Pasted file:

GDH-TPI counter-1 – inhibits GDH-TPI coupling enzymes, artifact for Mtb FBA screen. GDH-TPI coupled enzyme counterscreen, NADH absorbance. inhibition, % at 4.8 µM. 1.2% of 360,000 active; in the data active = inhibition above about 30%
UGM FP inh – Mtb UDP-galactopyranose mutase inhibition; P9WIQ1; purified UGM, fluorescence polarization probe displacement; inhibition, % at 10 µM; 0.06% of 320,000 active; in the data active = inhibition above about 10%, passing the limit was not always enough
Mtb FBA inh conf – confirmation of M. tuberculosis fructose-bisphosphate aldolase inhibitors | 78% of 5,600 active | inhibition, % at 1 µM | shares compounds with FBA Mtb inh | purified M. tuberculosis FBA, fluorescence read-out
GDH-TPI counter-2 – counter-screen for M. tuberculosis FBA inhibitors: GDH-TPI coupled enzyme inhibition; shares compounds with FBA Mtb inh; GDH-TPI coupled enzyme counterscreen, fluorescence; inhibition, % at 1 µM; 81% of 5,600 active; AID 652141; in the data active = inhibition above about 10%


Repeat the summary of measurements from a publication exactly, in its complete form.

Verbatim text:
GDH-TPI counter-1 – inhibits GDH-TPI coupling enzymes, artifact for Mtb FBA screen. GDH-TPI coupled enzyme counterscreen, NADH absorbance. inhibition, % at 4.8 µM. 1.2% of 360,000 active; in the data active = inhibition above about 30%
UGM FP inh – Mtb UDP-galactopyranose mutase inhibition; P9WIQ1; purified UGM, fluorescence polarization probe displacement; inhibition, % at 10 µM; 0.06% of 320,000 active; in the data active = inhibition above about 10%, passing the limit was not always enough
Mtb FBA inh conf – confirmation of M. tuberculosis fructose-bisphosphate aldolase inhibitors | 78% of 5,600 active | inhibition, % at 1 µM | shares compounds with FBA Mtb inh | purified M. tuberculosis FBA, fluorescence read-out
GDH-TPI counter-2 – counter-screen for M. tuberculosis FBA inhibitors: GDH-TPI coupled enzyme inhibition; shares compounds with FBA Mtb inh; GDH-TPI coupled enzyme counterscreen, fluorescence; inhibition, % at 1 µM; 81% of 5,600 active; AID 652141; in the data active = inhibition above about 10%